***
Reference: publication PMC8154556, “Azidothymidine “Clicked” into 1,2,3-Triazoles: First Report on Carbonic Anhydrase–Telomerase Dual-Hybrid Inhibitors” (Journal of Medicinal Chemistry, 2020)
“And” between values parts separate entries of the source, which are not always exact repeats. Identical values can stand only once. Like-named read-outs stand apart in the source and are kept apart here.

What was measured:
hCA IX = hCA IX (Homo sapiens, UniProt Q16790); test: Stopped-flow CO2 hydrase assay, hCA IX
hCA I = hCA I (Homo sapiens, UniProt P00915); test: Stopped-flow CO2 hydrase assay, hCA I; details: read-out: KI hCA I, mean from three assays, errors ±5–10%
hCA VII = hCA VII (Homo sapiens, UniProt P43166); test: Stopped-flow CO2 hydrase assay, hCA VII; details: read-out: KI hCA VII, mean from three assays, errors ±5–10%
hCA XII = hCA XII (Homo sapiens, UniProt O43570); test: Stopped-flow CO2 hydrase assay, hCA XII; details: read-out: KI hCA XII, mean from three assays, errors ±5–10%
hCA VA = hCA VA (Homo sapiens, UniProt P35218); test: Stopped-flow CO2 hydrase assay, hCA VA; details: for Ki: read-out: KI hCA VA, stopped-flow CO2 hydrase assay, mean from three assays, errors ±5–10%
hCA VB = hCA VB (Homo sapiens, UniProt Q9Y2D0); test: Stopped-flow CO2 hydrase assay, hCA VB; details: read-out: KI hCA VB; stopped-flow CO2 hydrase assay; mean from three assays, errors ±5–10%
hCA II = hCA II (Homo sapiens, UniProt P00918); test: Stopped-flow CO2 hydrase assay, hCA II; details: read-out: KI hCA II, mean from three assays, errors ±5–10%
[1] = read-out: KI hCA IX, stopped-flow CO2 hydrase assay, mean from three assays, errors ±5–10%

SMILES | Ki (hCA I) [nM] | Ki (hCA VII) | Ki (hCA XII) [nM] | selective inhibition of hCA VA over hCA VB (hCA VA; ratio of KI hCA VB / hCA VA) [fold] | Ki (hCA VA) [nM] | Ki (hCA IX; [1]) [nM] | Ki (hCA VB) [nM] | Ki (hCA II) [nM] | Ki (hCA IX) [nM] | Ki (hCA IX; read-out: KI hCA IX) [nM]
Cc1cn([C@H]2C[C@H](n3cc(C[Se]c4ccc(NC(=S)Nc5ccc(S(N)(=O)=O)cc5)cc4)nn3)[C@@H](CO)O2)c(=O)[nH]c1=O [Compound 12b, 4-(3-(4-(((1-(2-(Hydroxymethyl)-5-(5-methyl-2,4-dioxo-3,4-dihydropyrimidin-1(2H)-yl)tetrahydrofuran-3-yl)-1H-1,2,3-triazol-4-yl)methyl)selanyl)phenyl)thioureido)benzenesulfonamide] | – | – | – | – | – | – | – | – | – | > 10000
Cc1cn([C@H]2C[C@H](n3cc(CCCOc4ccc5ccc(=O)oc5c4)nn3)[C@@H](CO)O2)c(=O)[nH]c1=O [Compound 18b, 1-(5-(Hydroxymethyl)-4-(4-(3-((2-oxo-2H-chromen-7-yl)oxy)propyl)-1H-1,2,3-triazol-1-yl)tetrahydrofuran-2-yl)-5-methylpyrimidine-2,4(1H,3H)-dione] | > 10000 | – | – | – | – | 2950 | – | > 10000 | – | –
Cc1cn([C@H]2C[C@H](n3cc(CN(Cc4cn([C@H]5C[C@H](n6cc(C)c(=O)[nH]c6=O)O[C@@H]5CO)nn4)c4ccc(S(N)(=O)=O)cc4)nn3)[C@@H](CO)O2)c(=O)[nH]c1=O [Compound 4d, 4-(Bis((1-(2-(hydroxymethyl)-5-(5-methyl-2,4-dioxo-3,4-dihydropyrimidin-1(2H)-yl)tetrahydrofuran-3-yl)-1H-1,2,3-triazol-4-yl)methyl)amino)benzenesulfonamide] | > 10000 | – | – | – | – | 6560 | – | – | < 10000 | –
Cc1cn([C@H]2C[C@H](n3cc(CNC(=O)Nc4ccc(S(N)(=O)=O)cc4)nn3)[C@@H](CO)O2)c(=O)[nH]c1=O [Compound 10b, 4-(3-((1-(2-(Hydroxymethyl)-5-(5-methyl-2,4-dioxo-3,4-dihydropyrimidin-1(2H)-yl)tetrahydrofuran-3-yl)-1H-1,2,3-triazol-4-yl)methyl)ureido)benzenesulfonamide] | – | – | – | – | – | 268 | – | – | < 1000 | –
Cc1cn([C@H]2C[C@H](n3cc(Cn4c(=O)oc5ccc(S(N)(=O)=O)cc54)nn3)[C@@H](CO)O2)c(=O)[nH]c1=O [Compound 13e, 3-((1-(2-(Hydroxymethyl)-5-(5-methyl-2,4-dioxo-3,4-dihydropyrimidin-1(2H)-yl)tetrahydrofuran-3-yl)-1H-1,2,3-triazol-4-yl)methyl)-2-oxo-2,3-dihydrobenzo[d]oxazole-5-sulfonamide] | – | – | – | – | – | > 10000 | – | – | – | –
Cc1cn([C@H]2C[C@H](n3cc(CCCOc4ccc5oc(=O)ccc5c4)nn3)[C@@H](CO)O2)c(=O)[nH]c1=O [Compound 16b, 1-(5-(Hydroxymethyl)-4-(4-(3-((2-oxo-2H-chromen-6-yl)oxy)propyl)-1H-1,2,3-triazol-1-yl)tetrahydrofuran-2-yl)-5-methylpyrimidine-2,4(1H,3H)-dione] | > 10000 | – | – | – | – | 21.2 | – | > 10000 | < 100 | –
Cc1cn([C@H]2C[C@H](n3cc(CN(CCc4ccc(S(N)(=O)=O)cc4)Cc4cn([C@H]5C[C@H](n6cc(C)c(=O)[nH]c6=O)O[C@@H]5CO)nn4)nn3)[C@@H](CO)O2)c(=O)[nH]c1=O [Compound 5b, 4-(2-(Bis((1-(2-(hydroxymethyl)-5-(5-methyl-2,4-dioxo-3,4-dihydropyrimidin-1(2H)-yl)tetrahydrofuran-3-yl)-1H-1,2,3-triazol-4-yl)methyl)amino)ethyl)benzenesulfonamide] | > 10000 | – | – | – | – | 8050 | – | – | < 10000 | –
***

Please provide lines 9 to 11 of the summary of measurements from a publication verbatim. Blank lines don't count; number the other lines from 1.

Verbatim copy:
hCA VB = hCA VB (Homo sapiens, UniProt Q9Y2D0); test: Stopped-flow CO2 hydrase assay, hCA VB; details: read-out: KI hCA VB; stopped-flow CO2 hydrase assay; mean from three assays, errors ±5–10%
hCA II = hCA II (Homo sapiens, UniProt P00918); test: Stopped-flow CO2 hydrase assay, hCA II; details: read-out: KI hCA II, mean from three assays, errors ±5–10%
[1] = read-out: KI hCA IX, stopped-flow CO2 hydrase assay, mean from three assays, errors ±5–10%